That Night Follows Day reminds me very deeply of a couple of lines by Philip Larkin- “They fu*k you up, your mum and dad. They may not mean to, but they do.” Honing in on the ideas of what it means to try to be a good parent and where the line lies between an imperfect parent and an outright bad one, both the poem and the performance feel like they are making much the same point.
Of course, this isn’t to say that the piece doesn’t have plenty of its own to say. In classic Forced Entertainment style, it walks the line between theatre and something more reminiscent of spoken word, delving into anecdotal truths about the very nature of having parents. However, in comparison to many of their earlier works, this one is very stripped back, leaving only a cluster of chairs on a black stage. Consequently, the cast of children and their words are our only focus. In a way, this feels like a statement in itself: While children are so very often talked over and brushed off, but the audience has no choice but to sit and listen to these children for the entire hour duration.
Personally, I absolutely loved the integration of British Sign Language into the production. The entire thing is conveyed through subtitles as well as spoken and signed English, as well as occasional other languages. Moving fluidly between all the different modes of speech, it inarguably adheres to its own manifesto of saying something for everyone to hear and to choose to listen to. On the one hand, there can be no escape, but on the other nobody is excluded.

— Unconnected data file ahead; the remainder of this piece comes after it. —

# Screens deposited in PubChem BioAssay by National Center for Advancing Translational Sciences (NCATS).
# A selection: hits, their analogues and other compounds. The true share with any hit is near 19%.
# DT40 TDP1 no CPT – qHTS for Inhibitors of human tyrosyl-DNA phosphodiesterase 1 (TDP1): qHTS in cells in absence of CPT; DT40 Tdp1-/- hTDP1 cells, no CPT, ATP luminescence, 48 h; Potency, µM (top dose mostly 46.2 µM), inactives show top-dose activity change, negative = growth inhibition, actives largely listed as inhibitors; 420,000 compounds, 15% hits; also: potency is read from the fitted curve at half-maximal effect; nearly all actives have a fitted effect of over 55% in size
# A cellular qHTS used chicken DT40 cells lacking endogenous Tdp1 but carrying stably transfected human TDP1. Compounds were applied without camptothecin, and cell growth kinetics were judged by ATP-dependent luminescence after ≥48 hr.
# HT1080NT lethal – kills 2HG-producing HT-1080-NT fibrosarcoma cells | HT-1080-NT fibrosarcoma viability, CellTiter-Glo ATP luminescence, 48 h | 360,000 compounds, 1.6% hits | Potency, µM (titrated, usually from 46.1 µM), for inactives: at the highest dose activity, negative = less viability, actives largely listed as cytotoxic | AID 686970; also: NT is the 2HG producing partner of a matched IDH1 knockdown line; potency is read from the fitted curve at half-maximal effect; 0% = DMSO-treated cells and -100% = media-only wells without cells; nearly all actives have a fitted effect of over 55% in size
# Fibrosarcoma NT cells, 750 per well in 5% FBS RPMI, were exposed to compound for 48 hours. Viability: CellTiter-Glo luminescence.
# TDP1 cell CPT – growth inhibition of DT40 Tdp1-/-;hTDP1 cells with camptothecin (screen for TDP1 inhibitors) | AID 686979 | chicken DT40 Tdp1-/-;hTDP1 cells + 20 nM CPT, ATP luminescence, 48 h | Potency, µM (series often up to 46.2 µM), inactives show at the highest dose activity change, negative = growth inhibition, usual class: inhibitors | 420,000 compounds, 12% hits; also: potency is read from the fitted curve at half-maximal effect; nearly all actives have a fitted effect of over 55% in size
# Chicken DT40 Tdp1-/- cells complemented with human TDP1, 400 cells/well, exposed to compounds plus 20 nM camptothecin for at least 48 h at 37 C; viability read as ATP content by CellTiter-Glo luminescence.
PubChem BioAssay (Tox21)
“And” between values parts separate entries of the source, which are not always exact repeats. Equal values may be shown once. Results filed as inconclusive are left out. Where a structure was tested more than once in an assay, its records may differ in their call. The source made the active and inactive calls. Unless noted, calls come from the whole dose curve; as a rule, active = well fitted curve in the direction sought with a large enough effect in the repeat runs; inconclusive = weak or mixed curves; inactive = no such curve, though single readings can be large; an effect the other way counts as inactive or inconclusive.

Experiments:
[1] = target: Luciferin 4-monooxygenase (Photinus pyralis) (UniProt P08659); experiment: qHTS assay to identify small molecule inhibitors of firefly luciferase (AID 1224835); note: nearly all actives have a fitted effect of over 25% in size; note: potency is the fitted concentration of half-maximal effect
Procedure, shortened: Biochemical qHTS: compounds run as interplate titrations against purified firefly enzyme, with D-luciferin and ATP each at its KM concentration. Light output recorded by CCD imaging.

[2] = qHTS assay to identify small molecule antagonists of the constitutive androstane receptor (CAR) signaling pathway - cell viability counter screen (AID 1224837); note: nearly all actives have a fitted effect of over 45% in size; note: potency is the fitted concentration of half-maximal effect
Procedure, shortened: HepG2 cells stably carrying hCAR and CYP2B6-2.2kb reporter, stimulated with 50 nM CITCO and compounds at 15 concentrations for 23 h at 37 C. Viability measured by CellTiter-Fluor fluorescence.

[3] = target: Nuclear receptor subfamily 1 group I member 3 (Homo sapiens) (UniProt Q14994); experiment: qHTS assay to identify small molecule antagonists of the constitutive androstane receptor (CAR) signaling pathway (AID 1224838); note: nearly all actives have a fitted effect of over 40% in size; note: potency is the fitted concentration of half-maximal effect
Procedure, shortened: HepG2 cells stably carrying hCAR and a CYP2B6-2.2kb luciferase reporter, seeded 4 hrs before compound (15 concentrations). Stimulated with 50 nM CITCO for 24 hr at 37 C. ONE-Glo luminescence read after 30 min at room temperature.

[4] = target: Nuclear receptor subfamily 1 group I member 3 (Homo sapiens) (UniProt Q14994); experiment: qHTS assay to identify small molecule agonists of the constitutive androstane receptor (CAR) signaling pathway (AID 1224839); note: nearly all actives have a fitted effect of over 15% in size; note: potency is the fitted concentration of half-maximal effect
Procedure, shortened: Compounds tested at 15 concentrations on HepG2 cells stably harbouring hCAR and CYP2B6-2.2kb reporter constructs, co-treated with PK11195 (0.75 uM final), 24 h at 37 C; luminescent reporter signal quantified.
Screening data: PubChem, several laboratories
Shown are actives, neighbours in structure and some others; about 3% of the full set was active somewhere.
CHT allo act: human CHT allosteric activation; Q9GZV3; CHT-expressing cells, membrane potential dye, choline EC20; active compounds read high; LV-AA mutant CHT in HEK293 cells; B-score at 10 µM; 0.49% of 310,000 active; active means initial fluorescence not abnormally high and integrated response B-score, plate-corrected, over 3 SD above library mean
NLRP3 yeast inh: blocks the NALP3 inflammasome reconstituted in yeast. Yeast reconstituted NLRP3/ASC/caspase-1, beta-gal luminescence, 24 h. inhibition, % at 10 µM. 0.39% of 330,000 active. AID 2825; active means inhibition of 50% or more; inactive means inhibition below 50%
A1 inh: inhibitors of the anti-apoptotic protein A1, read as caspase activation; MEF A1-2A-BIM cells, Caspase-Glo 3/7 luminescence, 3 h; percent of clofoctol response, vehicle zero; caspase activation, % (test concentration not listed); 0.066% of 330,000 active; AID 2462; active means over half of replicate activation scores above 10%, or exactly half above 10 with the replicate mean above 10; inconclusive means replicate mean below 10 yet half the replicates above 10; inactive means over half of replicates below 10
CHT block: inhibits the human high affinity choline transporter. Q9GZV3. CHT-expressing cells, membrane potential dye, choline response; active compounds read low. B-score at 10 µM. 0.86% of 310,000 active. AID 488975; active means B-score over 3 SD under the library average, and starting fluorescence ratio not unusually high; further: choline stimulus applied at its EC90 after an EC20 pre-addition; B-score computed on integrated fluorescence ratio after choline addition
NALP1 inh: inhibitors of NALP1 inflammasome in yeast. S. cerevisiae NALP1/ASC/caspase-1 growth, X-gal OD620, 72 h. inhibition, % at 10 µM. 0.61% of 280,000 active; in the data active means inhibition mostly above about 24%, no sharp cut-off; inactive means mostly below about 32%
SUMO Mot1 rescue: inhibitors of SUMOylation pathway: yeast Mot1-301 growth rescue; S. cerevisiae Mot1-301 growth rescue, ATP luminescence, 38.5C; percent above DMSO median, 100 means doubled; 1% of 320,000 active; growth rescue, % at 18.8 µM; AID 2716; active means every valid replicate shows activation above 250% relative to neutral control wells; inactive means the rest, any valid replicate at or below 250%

There would definitely be grounds to say that this piece could afford to go a little deeper. The cast is largely composed of very small children, which of course limits what can or should be discussed, but there were moments where the script feels like it is toeing around the subject slightly more than was necessary
At its heart, this piece is trying to ask some crucial questions: What should we try to pass on? And who chooses what’s worthy or unworthy of being handed to the next generation? How do we know if we’re getting it right? And what happens when we’re wrong? It explores what it means to choose to trust as a child, and how this trust can be manipulated. There are moments at which all these puzzle pieces fall perfectly into place, and this in turn feels like it reveals something of what this production really wants to do and be.
I enjoyed That Night Follows Day- it is interesting and insightful, but all too often it falls somewhat short of the points it really needs to make.
That Night Follows Day is playing at the Southbank Centre until 15 December. For further information and tickets, please click here.